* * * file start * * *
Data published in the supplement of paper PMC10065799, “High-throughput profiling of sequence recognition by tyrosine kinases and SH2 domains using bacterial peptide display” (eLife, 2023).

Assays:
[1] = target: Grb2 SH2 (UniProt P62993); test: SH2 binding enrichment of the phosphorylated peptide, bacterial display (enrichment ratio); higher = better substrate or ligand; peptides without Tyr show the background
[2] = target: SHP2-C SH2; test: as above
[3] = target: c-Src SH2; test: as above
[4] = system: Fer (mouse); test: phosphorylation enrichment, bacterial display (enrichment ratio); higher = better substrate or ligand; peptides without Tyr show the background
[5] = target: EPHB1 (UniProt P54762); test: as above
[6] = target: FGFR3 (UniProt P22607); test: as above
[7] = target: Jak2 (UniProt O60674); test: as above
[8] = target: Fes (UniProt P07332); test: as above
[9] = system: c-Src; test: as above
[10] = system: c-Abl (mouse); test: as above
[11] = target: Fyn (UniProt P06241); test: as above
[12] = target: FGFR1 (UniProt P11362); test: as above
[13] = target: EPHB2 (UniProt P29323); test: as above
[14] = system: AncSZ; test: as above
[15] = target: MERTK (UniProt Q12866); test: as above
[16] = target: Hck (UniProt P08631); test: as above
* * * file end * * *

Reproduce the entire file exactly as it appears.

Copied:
Data published in the supplement of paper PMC10065799, “High-throughput profiling of sequence recognition by tyrosine kinases and SH2 domains using bacterial peptide display” (eLife, 2023).

Assays:
[1] = target: Grb2 SH2 (UniProt P62993); test: SH2 binding enrichment of the phosphorylated peptide, bacterial display (enrichment ratio); higher = better substrate or ligand; peptides without Tyr show the background
[2] = target: SHP2-C SH2; test: as above
[3] = target: c-Src SH2; test: as above
[4] = system: Fer (mouse); test: phosphorylation enrichment, bacterial display (enrichment ratio); higher = better substrate or ligand; peptides without Tyr show the background
[5] = target: EPHB1 (UniProt P54762); test: as above
[6] = target: FGFR3 (UniProt P22607); test: as above
[7] = target: Jak2 (UniProt O60674); test: as above
[8] = target: Fes (UniProt P07332); test: as above
[9] = system: c-Src; test: as above
[10] = system: c-Abl (mouse); test: as above
[11] = target: Fyn (UniProt P06241); test: as above
[12] = target: FGFR1 (UniProt P11362); test: as above
[13] = target: EPHB2 (UniProt P29323); test: as above
[14] = system: AncSZ; test: as above
[15] = target: MERTK (UniProt Q12866); test: as above
[16] = target: Hck (UniProt P08631); test: as above